Skip to content Skip to navigation

Durstons’ Top Tips to Make Your Garden Eco-Friendly This Summer

The sun has finally put his hat on and – hopefully having survived the recent cold snaps – gardens and allotments around the UK are bursting to life and approaching their peak season of growth and abundance. As growers steal their pitchforks to contend with the inevitable army of garden pests, weeds and predators, we look at ways to maintain an environmentally friendly plot without sacrificing your flowers and vegetables to the wildlife.

Root Causes

Soil is at the root of all plant life, and those who are serious about sustainable gardening need to embrace peat-free growing media to ensure their efforts are working in harmony with nature. Peatlands not only provide over a quarter of our drinking water, but also store a significant amount of carbon.  The preservation of our native peatlands is crucial for the all-round biodiversity and environmental health of Britain, putting the onus on gardeners to choose sustainable, peat-free growing media for all their growing needs, from fruit, vegetables and herbs to flowers, shrubs and trees. By choosing organic and peat-free soils you can play your part in helping to preserve our unique natural landscapes, but without compromising on the quality essential to successful growing.


Pest Control

The government’s recent ban on metaldehyde-based slug pellet is welcome news for Britain’s precious native wildlife, including the songbirds and hedgehogs which eat slugs and snails and were frequently poisoned by extension.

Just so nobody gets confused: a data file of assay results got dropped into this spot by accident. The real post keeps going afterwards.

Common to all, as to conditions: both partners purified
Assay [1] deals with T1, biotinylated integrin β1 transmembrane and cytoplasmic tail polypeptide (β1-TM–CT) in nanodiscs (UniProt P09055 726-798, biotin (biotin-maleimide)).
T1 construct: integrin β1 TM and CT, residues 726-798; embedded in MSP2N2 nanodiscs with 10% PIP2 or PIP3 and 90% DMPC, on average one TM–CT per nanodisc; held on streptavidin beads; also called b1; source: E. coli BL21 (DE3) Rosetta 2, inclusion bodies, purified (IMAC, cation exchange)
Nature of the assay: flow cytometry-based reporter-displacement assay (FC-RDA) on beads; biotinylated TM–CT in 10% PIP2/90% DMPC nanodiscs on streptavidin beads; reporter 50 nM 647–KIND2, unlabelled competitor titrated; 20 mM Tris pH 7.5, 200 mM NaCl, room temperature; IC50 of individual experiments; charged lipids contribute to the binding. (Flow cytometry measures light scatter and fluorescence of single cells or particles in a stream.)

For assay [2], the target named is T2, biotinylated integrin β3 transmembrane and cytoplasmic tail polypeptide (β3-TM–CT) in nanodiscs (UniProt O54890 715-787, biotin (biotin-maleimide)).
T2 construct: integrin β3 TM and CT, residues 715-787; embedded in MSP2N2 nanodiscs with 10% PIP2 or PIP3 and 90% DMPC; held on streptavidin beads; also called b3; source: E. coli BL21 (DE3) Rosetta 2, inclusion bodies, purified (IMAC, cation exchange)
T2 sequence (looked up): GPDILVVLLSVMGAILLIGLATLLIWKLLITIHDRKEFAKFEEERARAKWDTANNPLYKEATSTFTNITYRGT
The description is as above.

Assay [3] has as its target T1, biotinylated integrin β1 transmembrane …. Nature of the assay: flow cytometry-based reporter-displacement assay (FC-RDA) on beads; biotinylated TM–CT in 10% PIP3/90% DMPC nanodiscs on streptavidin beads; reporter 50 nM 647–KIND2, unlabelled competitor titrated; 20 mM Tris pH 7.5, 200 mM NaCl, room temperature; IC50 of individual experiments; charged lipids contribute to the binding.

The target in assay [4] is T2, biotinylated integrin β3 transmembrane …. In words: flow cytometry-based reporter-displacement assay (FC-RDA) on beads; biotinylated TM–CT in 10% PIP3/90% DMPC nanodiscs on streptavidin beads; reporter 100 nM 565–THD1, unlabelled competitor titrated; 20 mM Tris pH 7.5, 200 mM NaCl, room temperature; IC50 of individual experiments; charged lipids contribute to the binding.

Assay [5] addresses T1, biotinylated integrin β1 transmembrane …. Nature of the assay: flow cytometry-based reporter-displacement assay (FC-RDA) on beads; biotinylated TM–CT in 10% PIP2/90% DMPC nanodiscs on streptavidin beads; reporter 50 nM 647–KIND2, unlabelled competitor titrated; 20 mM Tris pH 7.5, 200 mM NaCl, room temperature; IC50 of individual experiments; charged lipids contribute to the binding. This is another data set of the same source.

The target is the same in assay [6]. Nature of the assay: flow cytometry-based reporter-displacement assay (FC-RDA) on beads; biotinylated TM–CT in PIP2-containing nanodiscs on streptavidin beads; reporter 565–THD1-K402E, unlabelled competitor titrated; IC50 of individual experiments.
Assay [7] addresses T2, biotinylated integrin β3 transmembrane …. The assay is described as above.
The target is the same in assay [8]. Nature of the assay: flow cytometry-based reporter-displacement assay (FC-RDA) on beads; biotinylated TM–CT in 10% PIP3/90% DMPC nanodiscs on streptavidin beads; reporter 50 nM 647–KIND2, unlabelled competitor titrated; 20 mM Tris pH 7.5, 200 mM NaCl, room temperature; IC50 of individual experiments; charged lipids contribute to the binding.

Sadly for gardeners, slugs are not going away. In fact they’re hatching as we speak! So what can you do to control these mighty menaces? If you have access to raw wool, try packing it around the roots of your tender young vegetables and other vulnerable plants like sunflowers and strawberries. Not only will the wool prevent slugs and snails from crawling to their preferred destination, it will also help to keep moisture in the soil, drip-feed nutrition via the lanolin oils in the sheep’s wool and also provide insulation against unseasonable cold snaps!


The Weather

Speaking of cold snaps… this is Britain, after all, and our temperamental islands have been known to experience ground frost as late as June. Fingers crossed that we won’t experience that this year, but the weather can still get very chilly at night and in the early mornings. You can protect tender shoots in a non-polluting way by covering them with large and mature rhubarb leaves. These are especially good at keeping late frost off fresh potato leaves.

You can also stand greenhouse plant pots in old cardboard boxes to ward off any night-time chills, and raise them off the floor to keep them at a higher temperature. If frost is forecast, build make-shift cloches out of folded newspapers or old sheets and pillowcases, but take care to remove them ahead of rain.

Come July or August, when drought is a more likely problem than frost, beat the dreaded hosepipe ban by ensuring you have a supply of rainwater tanked-up from the spring.

Never water in full sun, but leave it until late afternoon or early evening - when the heat won’t evaporate vital moisture from leaves and soil and waste your precious supply.